By TAYLOR ROBERTS
The recent release of a 2005 video showing Republican presidential candidate Donald Trump bragging to “Today” show host Billy Bush about groping women has once again brought the discussion of gender to the forefront of the presidential race.
Trump told Bush in the video that he “moved on [‘Entertainment Tonight’ host Nancy O’Dell] like a b*tch,” but she turned down his advances. He later said that he enjoyed kissing beautiful women and doesn’t wait to do so.
“When you’re a star, they let you do it,” he said. “You can do anything. Grab ’em by the p***y.”
Trump has defended his words as “locker room talk” while critics have said they promote sexual assault.
Trump apologized on his official Facebook page and again when confronted Oct. 9 during the second presidential debate. Bush has since been suspended from NBC’s “The Today Show.”
Civil engineering student Alejandro Salazar said Trump “doesn’t know how to control his mouth” and may have lost votes with this latest controversy.
“I would say he would lose more female supporters,” he said. “But it’s going to bring out all those men that have that mentality. too. If people have the same mentality as he does, then they’re going to support him.”
Ubaldisi Guadarrama, who is studying law, said Trump’s comments were “inappropriate and disrespectful.”
“He thinks he’s special,” she said. “People think that if they are high up they can start doing things that aren’t right because they think they can get away with it.”
This isn’t the first time that Trump has been accused of sexist behavior. During a GOP debate in August 2015, moderator Megyn Kelly of Fox News called out Trump for referring to women as “fat pigs,” “dogs,” “slobs” and “disgusting animals,” when he doesn’t find them attractive. He responded by laughing and saying he does not have “time for total political correctness.” He later called Kelly a “bimbo.”
Trump also posted a tweet in April 2015 asking, “If Hillary Clinton can’t satisfy her husband what makes her think she can satisfy America?”
Trump later blamed a staffer for the tweet, which was deleted.
Earlier this year, Trump accused Clinton of playing the “woman’s card” to get where she is in the political world. He questioned her qualifications as well as her “stamina” and “strength.”
“If Hillary Clinton were a man, I don’t think she’d get 5 percent of the vote,” he said.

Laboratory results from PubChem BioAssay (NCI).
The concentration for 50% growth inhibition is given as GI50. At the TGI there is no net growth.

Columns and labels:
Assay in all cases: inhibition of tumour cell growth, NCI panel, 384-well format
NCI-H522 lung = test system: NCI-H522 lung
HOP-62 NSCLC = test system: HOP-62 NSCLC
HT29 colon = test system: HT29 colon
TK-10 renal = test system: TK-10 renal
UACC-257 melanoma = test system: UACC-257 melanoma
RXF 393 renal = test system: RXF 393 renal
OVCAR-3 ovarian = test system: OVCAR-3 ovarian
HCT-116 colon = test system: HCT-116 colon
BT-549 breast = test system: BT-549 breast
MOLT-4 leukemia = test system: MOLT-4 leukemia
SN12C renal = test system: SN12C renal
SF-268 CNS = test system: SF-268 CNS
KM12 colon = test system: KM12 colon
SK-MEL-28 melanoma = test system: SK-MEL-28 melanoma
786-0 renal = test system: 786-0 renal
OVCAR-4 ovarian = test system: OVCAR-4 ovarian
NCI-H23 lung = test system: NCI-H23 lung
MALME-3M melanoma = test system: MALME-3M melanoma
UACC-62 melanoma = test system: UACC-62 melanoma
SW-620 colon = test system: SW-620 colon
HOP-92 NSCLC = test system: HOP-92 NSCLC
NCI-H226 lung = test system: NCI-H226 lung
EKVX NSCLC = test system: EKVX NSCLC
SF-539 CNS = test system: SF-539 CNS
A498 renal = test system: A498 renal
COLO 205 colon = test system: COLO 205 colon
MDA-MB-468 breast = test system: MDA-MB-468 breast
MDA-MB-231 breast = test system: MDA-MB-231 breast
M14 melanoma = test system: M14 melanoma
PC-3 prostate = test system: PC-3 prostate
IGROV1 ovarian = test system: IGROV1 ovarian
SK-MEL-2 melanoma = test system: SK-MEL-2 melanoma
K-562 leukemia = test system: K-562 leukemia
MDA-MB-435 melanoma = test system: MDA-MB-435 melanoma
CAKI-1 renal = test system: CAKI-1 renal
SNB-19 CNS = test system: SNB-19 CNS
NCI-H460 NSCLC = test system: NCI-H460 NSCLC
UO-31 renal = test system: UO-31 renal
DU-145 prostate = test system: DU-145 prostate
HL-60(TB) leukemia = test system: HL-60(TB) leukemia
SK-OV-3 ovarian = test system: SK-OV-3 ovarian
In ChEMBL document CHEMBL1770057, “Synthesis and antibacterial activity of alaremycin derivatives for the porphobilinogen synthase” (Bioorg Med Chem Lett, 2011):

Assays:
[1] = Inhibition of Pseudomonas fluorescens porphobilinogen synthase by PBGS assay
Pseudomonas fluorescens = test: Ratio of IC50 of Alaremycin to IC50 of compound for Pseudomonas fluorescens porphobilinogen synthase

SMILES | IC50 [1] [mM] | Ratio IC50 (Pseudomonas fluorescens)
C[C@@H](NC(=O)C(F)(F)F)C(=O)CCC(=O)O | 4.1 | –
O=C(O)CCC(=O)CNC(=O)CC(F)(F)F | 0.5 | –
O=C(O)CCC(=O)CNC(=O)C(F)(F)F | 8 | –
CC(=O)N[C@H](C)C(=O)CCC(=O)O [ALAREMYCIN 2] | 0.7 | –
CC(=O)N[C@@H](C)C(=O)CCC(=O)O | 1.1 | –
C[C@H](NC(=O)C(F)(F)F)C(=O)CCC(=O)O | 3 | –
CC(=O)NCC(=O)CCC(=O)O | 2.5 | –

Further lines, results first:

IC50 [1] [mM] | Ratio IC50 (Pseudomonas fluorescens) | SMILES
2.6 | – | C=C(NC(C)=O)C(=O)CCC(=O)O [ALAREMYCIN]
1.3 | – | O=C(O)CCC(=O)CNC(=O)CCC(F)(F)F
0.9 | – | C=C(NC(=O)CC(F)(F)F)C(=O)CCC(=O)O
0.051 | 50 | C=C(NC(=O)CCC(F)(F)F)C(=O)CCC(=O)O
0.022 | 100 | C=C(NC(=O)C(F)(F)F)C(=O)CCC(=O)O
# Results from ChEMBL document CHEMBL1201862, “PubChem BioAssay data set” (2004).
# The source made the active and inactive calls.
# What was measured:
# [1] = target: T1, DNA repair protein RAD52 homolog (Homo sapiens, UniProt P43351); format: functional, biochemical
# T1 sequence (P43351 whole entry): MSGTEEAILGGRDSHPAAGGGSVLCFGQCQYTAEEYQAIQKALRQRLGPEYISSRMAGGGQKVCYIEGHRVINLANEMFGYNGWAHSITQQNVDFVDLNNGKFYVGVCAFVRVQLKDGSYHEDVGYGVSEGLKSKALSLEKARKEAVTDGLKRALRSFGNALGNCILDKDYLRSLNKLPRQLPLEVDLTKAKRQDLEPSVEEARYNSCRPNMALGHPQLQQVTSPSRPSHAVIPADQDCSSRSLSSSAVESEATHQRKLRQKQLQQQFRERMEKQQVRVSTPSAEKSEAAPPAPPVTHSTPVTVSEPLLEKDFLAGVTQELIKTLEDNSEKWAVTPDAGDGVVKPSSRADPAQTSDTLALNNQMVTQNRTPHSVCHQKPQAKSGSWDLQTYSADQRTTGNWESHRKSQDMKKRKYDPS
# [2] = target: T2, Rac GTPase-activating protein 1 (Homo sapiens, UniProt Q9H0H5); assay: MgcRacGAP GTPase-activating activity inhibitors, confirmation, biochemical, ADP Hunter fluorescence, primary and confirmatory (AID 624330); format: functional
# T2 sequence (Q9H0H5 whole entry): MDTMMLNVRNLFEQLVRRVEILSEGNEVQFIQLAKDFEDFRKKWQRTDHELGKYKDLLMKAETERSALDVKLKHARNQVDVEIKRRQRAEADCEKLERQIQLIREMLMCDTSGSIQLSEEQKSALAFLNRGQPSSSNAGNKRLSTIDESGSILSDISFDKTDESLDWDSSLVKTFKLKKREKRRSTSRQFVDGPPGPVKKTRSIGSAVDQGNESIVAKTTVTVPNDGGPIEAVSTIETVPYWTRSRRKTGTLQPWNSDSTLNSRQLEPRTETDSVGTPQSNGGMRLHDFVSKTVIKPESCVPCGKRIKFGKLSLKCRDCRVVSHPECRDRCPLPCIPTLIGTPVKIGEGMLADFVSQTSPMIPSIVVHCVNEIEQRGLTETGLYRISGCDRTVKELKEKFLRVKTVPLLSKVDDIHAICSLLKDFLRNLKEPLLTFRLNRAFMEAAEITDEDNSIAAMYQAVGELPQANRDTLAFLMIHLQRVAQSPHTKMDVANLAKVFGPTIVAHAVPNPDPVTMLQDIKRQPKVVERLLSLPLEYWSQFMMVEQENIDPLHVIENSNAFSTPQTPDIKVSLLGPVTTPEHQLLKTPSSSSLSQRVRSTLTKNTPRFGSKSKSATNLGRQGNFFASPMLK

After winning the Democratic Primary in Pennsylvania, Clinton responded to Trump’s attack.
“Well, if fighting for women’s health care and paid family leave and equal pay is playing the ‘woman card,’ then deal me in,” she said.
Judith Dumont, executive dean of workforce and continuing education, believes Clinton is sometimes criticized because of the stereotype of women being soft-spoken.
“I really think it’s because of this Barbie doll box we are supposed to be sitting within as a woman in American culture,” Dumont said. “Women have always been taught to be poised, to look pretty and to have a certain look.”
Dr. Tracy Everbach, associate professor of journalism at the University of North Texas, said she believes media coverage and stereotypes about women are part of the reason it took so long for a woman to have a chance to become president.
“I think there is still a very strong belief that men and women have their place in society and that the men’s place is to run things, to be in charge of things, and a woman’s place is to take care of everything at home, to take care of the family,” Everbach said. “I know the beliefs have changed on this over the years, but I still don’t think they changed enough that we consider men and women equal.”
According to the Center for American Women in Politics, women make up about 19.3 percent of the House of Representatives and 20 percent of the Senate. That is a total of 104 women out of 535 members of Congress.
Everbach said female politicians like Geraldine Ferraro have been criticized for their appearance rather than their policy. Ferraro’s dress size was mentioned on air by news anchor Tom Brokaw in 1984 when she was running for vice president.
“Who cares?” Everbach said. “No one would ever mention what a man’s [pants] size was.”
Everbach compared an incident when former President George H.W. Bush vomited on then-Prime Minister of Japan Kiichi Miyazawa in 1992 to Clinton’s bout with pneumonia.
“People started all these rumors that she’s definitely ill and cannot handle the presidency,” Everbach said.
Sarah Palin, a Republican candidate for vice president in the 2008 election, also faced scrutiny for the cost of her wardrobe and haircut.“She wasn’t really taken very seriously as a candidate to a lot of people,” Everbach said.
“A lot of what the public thought about her was, ‘Oh, she is so attractive. Women would want to vote for her because she is pretty.’ …She [was seen as] more an entertainer than a candidate.”
“I don’t think there is a lot of pent-up desire for a woman to be president,” she said.
Rachel Wolf, associate vice president of academic affairs and student success, disagrees.
“I’m ready, because I think that there is something greatly missing when the majority of people becoming educated are women,” she said. “I think it’s taken a long time because we have an oppressive system.”
Everbach said students should end stereotypes surrounding women in politics by doing their own research.
“Look critically at anything that is presented to you, the way it is being presented to you,” she said. “Is it fair? If it’s not fair, speak up, say something about it. … Tell other people, ‘Look at this.’”